apps2_commons_Sean MacEnteeMobile app developers could find it easier to develop offerings that will work on multiple carrier networks as the result of a new API Exchange announced today from Apigee. In the U.S. AT&T plans to participate in the exchange and other U.S. carriers are expected to follow, said Apigee representatives in an interview with Telecompetitor.

API Exchange builds on an announcement last month of the GSMA OneAPI Exchange, a similar application programming interface exchange that has the participation of AT&T as well as several global carriers including Deutsche Telekom, Orange, Telefonica and Vodafone. The new API Exchange will enable applications to be developed for multiple industries, including some that are not telecom-related.

The types of API functionality that developers will be able to tap through API Exchange from network operators include functions that require an interface to mobile networks such as payment, identity and messaging.

David Andrzejek, API Exchange initiative leader for Apigee, believes application developers will negotiate business deals with one network operator and then, through the exchange, will be able to create applications that will work with all other network operators participating in the exchange.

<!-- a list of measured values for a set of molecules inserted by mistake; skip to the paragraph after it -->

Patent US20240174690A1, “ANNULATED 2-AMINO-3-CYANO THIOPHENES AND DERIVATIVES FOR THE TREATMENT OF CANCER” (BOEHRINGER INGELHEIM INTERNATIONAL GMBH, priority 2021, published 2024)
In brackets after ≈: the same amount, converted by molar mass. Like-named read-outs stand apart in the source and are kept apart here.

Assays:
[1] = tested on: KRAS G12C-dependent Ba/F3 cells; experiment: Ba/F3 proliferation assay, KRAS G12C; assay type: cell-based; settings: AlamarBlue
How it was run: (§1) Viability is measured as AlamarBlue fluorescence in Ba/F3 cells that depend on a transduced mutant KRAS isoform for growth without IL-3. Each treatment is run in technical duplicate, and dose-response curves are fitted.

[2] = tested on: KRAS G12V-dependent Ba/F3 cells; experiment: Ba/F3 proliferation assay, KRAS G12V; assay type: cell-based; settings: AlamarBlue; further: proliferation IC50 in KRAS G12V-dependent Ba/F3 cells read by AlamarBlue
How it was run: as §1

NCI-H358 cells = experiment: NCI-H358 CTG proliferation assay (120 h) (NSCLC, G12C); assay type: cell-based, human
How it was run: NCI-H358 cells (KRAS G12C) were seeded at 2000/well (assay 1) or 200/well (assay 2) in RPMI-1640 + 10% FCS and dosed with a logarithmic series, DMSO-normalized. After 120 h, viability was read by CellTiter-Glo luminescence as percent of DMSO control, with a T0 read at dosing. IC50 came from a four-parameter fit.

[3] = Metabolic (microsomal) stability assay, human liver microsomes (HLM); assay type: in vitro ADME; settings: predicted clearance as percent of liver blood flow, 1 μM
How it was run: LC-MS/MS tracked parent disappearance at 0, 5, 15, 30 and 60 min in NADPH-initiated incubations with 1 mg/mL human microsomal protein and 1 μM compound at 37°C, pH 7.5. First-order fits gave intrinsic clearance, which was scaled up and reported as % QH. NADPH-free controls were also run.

The total time required to develop an app for all of the networks will be equivalent to what would be required to build an app to work on just a single operator’s network, said Bala Kasiviswanathan, Apigee head of product management.

API Exchange does not impact how apps are sold. App developers will still make their own arrangements for distributing or selling an app through an online storefront or other means.

From the service provider point of view, the ability to support more mobile apps should help enhance customer loyalty, said Kasiviswanathan. In addition he said there may be an opportunity for service providers to get a cut of mobile app revenues from developers who make arrangements to collect payment through the customer’s mobile phone bill.

Image courtesy of flickr user Sean MacEntee.

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